After months of following a maze of wrong turns, Cassidy could scarcely believe that he now sat across from the one person who might finally bring his search to an end. It had been a long, frustrating quest, and up until now a futile one. But tonight, in this small, barren cottage outside the old city where Black Cromwell had unleashed his obscene rage, his hopes were rising by the moment.
Friendship had motivated him to undertake the search for Finola Fitzgerald’s past, but nothing more than the unwillingness to disappoint Morgan had kept him going. He owed his old friend a great deal—indeed, he would have done most anything the Fitzgerald had asked of him. But in recent months he had wondered more than once if this entire venture might not end in total defeat. Every road he had taken led only to failure. Every clue he had followed proved worthless.
The possibility of finding his answers in Drogheda had first occurred to Cassidy months ago. A Dublin street musician’s vague remark about an unsolved murder in the ancient city—a tragic mystery involving a young girl—had fired his interest and sent him on his way that same week.
According to the musician, a woman named Sally Kelly and her son Peter were likely to have information about the incident. Cassidy had wasted several days in Drogheda trying to locate the pair, only to discover that they had gone north some years past.
He started on to Cavan, eventually traveling as far west as Roscommon, but found no trace, not even a hint, of the Kellys. He started back to Drogheda, discouraged and uncertain about what to do next. To his astonishment, a casual conversation with a tinker on the road revealed that a youth named Peter Kelly had taken up a small tenant farm just outside the old city only weeks before.
Now, sitting across from the lad himself, Cassidy could barely contain his excitement. Even the brief, fragmented story he had managed to glean so far told him that this time he would not leave Drogheda empty-handed.
“If only you could have talked with me mum before she passed on,” Peter Kelly was saying. “She more than likely could have told you all you want to know. There’s so much I can’t remember, don’t you see.”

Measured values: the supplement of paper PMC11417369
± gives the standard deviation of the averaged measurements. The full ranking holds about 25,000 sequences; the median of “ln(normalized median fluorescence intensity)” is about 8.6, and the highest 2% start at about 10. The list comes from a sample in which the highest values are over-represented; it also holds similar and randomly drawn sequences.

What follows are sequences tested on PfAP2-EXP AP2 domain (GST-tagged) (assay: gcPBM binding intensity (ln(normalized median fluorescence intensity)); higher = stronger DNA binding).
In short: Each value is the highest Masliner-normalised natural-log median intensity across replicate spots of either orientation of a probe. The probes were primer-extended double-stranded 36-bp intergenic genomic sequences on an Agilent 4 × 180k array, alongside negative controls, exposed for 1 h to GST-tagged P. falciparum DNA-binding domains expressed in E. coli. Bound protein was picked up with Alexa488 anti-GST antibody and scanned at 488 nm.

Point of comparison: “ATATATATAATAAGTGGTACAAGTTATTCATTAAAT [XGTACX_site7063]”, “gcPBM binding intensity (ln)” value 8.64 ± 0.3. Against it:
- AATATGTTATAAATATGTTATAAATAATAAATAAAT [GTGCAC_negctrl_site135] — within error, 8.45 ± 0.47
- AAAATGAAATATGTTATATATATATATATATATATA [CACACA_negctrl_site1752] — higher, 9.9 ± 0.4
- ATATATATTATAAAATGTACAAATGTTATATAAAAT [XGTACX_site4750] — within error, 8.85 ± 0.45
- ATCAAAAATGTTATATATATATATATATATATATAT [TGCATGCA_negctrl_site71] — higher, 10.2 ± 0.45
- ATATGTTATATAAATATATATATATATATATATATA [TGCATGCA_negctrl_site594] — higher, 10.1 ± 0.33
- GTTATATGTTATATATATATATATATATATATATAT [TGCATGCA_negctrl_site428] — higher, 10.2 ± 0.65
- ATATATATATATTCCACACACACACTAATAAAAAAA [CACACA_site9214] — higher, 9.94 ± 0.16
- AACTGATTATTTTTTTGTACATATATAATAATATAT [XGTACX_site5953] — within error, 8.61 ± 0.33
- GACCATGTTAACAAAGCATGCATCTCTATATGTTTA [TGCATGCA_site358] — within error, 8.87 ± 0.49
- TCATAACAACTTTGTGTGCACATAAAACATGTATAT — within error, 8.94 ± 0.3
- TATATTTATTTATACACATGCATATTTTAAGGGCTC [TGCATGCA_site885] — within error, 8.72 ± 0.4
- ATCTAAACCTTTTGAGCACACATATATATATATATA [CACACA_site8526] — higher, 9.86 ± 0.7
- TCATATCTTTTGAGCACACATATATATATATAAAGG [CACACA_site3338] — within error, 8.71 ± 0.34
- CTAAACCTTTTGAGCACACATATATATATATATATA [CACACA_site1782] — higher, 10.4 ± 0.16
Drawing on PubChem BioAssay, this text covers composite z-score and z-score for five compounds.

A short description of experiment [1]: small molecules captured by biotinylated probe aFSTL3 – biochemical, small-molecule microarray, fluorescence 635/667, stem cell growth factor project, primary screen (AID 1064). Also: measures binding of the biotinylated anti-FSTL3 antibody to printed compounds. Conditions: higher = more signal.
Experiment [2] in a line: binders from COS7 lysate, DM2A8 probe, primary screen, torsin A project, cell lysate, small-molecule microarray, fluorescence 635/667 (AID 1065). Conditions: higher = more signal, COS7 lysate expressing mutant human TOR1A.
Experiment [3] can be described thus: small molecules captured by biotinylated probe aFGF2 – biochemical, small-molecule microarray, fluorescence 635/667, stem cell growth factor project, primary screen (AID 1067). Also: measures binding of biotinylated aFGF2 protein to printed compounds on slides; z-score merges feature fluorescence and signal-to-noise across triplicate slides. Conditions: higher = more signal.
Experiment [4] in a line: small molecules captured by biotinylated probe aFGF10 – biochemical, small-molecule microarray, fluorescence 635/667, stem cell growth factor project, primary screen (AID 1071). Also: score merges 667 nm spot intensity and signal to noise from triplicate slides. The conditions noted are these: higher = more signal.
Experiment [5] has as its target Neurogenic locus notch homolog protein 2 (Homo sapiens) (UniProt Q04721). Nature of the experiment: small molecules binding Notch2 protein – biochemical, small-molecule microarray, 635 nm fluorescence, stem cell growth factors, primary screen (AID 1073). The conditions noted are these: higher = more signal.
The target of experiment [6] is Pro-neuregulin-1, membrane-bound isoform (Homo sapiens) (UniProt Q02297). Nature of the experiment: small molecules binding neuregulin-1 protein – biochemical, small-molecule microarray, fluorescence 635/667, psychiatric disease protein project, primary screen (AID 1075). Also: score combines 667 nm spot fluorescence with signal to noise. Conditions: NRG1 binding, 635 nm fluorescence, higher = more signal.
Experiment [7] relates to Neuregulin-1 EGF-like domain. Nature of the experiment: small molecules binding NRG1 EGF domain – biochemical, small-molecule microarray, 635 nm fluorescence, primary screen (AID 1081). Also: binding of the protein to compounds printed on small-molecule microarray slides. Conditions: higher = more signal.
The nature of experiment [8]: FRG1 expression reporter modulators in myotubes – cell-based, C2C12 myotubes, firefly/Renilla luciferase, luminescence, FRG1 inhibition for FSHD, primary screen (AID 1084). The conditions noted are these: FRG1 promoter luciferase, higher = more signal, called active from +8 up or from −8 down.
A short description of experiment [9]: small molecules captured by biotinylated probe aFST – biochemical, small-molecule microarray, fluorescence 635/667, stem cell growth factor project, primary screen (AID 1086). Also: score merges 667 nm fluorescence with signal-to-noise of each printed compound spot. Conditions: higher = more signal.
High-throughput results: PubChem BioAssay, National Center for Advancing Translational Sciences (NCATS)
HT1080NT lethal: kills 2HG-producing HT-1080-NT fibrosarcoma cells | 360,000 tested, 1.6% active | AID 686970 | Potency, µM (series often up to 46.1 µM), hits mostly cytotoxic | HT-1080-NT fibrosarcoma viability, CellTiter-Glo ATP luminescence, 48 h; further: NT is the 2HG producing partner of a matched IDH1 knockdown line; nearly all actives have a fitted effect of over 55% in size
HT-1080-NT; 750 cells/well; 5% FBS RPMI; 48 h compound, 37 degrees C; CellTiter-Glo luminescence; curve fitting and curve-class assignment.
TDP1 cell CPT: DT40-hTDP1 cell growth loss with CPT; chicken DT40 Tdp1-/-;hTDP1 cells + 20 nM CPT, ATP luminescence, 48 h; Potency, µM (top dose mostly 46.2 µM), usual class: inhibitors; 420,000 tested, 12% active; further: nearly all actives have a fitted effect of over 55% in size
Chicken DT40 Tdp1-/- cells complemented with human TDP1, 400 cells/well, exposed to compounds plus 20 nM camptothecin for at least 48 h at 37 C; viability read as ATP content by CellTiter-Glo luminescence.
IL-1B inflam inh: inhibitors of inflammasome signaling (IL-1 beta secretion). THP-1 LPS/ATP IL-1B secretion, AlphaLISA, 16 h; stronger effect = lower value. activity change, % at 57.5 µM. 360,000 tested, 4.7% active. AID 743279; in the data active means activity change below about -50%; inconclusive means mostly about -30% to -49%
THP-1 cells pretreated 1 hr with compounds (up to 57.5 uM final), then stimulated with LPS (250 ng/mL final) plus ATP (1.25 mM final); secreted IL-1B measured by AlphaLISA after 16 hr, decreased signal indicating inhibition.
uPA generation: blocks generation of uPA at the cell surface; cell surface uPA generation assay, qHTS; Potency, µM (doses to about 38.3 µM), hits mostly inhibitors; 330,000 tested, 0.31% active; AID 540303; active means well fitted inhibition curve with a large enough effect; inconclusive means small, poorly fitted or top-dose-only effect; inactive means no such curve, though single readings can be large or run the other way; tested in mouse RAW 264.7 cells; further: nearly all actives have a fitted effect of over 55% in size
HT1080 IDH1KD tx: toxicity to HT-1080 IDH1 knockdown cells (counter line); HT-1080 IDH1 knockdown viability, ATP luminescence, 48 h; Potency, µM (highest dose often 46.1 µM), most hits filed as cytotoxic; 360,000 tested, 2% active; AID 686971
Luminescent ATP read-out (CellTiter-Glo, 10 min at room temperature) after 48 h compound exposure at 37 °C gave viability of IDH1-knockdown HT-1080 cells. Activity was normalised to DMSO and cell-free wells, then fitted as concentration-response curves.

Kelly was a strapping young man, with shirt sleeves rolled over muscled arms. His face was sunburned and freckled, his rusty hair crisp with tight curls.
“Still, I’d be grateful to hear what you do remember,” Cassidy told him. “Anything at all.”
Dipping one hand into the crock on the table, Kelly retrieved a small potato, still in its jacket, and began to peel it with his thumbnail. Motioning toward the crock, he indicated that Cassidy should help himself.
For a short time they sat in silence, perched on stools at the deal table eating their potatoes. The cottage was old, with but one room and a rough-hewn fireplace. Boxes pegged to the wall held crockery and plates. A straw mattress was draped with a frayed brown blanket. There were no other furnishings.
Peter Kelly had a friendly, honest face and intelligent eyes. “I don’t mind telling you what I recall,” he said, “but I fear it isn’t much. ’ Twas a good seven years ago, or more. I couldn’t have been more than ten or eleven at the time, if that.”
“And your mother was employed as cook?” prompted Cassidy.
The youth nodded. “Aye, she had been in service for Mr. Moran since I was but a wee wane. It was just the two of us. Me da had already passed on long before then.”
“Tell me about Moran,” Cassidy prompted. “Was he a wealthy man?”
Kelly took another bite of potato and shrugged. “Not wealthy and not poor,” he said. “He had an apothecary, but he also acted as a physician of sorts. His father before him left the business and the property. The land was fine, but not exceedingly large. There were some small crops and a few trees—and a lake.”
“And Moran himself? What sort of a man was he?”
Again the lad shrugged. “I recall he was an elderly gentleman. All alone, except for the daughter. His wife died in childbirth, I believe. As best I remember, he treated Mum and me fine.” He paused. “Mum said Mr. Moran doted on the daughter.”
“You mentioned the day of the shooting,” Cassidy urged. “I’d be grateful if you’d tell me about it.”
Peter Kelly licked his fingers before reaching for another potato. “I recall it was a warm day. Spring or summer it must have been, for the trees were in leaf and the sun was bright. I was in the woods when I heard all the commotion. I wasn’t supposed to go in the woods at all,” he explained, glancing up, “for Mum was always fearful of the place. But I played there every chance I got, all the same.”